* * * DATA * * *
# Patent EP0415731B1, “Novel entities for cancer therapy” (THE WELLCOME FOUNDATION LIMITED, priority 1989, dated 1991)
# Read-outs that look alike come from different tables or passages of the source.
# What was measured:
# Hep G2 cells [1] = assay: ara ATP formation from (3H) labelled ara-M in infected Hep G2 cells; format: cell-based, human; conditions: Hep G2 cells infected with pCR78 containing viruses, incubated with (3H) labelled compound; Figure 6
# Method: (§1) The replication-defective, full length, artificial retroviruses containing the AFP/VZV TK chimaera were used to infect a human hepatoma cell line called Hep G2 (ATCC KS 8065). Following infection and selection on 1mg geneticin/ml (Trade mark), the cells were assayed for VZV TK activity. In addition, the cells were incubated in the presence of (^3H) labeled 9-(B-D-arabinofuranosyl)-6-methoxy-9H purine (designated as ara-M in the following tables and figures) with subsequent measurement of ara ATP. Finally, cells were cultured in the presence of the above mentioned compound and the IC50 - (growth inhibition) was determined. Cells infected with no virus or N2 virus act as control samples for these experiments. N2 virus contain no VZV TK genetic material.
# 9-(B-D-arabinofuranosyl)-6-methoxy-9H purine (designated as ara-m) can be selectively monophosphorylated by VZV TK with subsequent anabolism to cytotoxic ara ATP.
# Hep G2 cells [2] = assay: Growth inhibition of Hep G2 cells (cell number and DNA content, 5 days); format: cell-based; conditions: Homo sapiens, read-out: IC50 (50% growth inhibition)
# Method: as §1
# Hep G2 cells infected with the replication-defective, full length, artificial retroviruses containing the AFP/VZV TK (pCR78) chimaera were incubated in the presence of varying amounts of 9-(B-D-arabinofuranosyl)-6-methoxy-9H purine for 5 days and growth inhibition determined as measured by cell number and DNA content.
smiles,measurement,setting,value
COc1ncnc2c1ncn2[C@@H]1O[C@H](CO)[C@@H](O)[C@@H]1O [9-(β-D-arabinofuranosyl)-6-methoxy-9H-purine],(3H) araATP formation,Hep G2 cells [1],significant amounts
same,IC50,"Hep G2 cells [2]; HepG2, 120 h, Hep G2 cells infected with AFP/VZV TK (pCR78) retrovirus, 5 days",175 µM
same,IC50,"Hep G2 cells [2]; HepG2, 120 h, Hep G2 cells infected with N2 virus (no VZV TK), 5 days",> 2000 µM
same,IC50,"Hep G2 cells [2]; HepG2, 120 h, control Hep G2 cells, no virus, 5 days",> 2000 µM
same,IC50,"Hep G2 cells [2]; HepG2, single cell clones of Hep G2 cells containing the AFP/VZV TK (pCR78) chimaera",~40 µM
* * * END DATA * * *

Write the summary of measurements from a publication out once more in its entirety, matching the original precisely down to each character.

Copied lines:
# Patent EP0415731B1, “Novel entities for cancer therapy” (THE WELLCOME FOUNDATION LIMITED, priority 1989, dated 1991)
# Read-outs that look alike come from different tables or passages of the source.
# What was measured:
# Hep G2 cells [1] = assay: ara ATP formation from (3H) labelled ara-M in infected Hep G2 cells; format: cell-based, human; conditions: Hep G2 cells infected with pCR78 containing viruses, incubated with (3H) labelled compound; Figure 6
# Method: (§1) The replication-defective, full length, artificial retroviruses containing the AFP/VZV TK chimaera were used to infect a human hepatoma cell line called Hep G2 (ATCC KS 8065). Following infection and selection on 1mg geneticin/ml (Trade mark), the cells were assayed for VZV TK activity. In addition, the cells were incubated in the presence of (^3H) labeled 9-(B-D-arabinofuranosyl)-6-methoxy-9H purine (designated as ara-M in the following tables and figures) with subsequent measurement of ara ATP. Finally, cells were cultured in the presence of the above mentioned compound and the IC50 - (growth inhibition) was determined. Cells infected with no virus or N2 virus act as control samples for these experiments. N2 virus contain no VZV TK genetic material.
# 9-(B-D-arabinofuranosyl)-6-methoxy-9H purine (designated as ara-m) can be selectively monophosphorylated by VZV TK with subsequent anabolism to cytotoxic ara ATP.
# Hep G2 cells [2] = assay: Growth inhibition of Hep G2 cells (cell number and DNA content, 5 days); format: cell-based; conditions: Homo sapiens, read-out: IC50 (50% growth inhibition)
# Method: as §1
# Hep G2 cells infected with the replication-defective, full length, artificial retroviruses containing the AFP/VZV TK (pCR78) chimaera were incubated in the presence of varying amounts of 9-(B-D-arabinofuranosyl)-6-methoxy-9H purine for 5 days and growth inhibition determined as measured by cell number and DNA content.
smiles,measurement,setting,value
COc1ncnc2c1ncn2[C@@H]1O[C@H](CO)[C@@H](O)[C@@H]1O [9-(β-D-arabinofuranosyl)-6-methoxy-9H-purine],(3H) araATP formation,Hep G2 cells [1],significant amounts
same,IC50,"Hep G2 cells [2]; HepG2, 120 h, Hep G2 cells infected with AFP/VZV TK (pCR78) retrovirus, 5 days",175 µM
same,IC50,"Hep G2 cells [2]; HepG2, 120 h, Hep G2 cells infected with N2 virus (no VZV TK), 5 days",> 2000 µM
same,IC50,"Hep G2 cells [2]; HepG2, 120 h, control Hep G2 cells, no virus, 5 days",> 2000 µM
same,IC50,"Hep G2 cells [2]; HepG2, single cell clones of Hep G2 cells containing the AFP/VZV TK (pCR78) chimaera",~40 µM